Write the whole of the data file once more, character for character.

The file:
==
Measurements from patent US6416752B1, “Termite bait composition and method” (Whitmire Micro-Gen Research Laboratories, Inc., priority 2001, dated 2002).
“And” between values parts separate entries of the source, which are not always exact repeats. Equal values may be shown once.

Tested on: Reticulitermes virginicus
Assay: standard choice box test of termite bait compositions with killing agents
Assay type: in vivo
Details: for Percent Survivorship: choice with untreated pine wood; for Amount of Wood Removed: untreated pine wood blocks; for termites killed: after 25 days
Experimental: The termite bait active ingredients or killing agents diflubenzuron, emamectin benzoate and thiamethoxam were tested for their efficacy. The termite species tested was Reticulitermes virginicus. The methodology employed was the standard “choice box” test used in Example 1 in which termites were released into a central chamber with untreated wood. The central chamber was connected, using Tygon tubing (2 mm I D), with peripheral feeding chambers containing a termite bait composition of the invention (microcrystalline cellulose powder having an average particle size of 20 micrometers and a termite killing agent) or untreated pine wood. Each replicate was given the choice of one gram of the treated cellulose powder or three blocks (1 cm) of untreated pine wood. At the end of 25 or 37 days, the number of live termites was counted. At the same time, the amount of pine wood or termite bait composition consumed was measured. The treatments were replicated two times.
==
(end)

Measurements from patent US6416752B1, “Termite bait composition and method” (Whitmire Micro-Gen Research Laboratories, Inc., priority 2001, dated 2002).
“And” between values parts separate entries of the source, which are not always exact repeats. Equal values may be shown once.

Tested on: Reticulitermes virginicus
Assay: standard choice box test of termite bait compositions with killing agents
Assay type: in vivo
Details: for Percent Survivorship: choice with untreated pine wood; for Amount of Wood Removed: untreated pine wood blocks; for termites killed: after 25 days
Experimental: The termite bait active ingredients or killing agents diflubenzuron, emamectin benzoate and thiamethoxam were tested for their efficacy. The termite species tested was Reticulitermes virginicus. The methodology employed was the standard “choice box” test used in Example 1 in which termites were released into a central chamber with untreated wood. The central chamber was connected, using Tygon tubing (2 mm I D), with peripheral feeding chambers containing a termite bait composition of the invention (microcrystalline cellulose powder having an average particle size of 20 micrometers and a termite killing agent) or untreated pine wood. Each replicate was given the choice of one gram of the treated cellulose powder or three blocks (1 cm) of untreated pine wood. At the end of 25 or 37 days, the number of live termites was counted. At the same time, the amount of pine wood or termite bait composition consumed was measured. The treatments were replicated two times.